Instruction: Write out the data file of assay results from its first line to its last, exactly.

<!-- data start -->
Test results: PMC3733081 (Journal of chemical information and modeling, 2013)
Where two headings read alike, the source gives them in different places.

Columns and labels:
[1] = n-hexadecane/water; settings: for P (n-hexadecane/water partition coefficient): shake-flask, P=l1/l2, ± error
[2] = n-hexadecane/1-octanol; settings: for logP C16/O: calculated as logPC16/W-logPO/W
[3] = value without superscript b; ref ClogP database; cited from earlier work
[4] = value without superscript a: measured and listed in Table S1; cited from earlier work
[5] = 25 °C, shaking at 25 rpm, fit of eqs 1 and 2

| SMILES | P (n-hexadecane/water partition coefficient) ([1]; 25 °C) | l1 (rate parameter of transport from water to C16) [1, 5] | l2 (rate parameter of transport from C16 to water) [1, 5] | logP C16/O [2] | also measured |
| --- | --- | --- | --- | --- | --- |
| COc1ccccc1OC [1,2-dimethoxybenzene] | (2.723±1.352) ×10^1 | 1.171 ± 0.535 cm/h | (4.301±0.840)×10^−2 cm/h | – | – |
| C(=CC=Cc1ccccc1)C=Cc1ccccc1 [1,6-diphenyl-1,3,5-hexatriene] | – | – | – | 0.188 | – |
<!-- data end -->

Test results: PMC3733081 (Journal of chemical information and modeling, 2013)
Where two headings read alike, the source gives them in different places.

Columns and labels:
[1] = n-hexadecane/water; settings: for P (n-hexadecane/water partition coefficient): shake-flask, P=l1/l2, ± error
[2] = n-hexadecane/1-octanol; settings: for logP C16/O: calculated as logPC16/W-logPO/W
[3] = value without superscript b; ref ClogP database; cited from earlier work
[4] = value without superscript a: measured and listed in Table S1; cited from earlier work
[5] = 25 °C, shaking at 25 rpm, fit of eqs 1 and 2

| SMILES | P (n-hexadecane/water partition coefficient) ([1]; 25 °C) | l1 (rate parameter of transport from water to C16) [1, 5] | l2 (rate parameter of transport from C16 to water) [1, 5] | logP C16/O [2] | also measured |
| --- | --- | --- | --- | --- | --- |
| COc1ccccc1OC [1,2-dimethoxybenzene] | (2.723±1.352) ×10^1 | 1.171 ± 0.535 cm/h | (4.301±0.840)×10^−2 cm/h | – | – |
| C(=CC=Cc1ccccc1)C=Cc1ccccc1 [1,6-diphenyl-1,3,5-hexatriene] | – | – | – | 0.188 | – |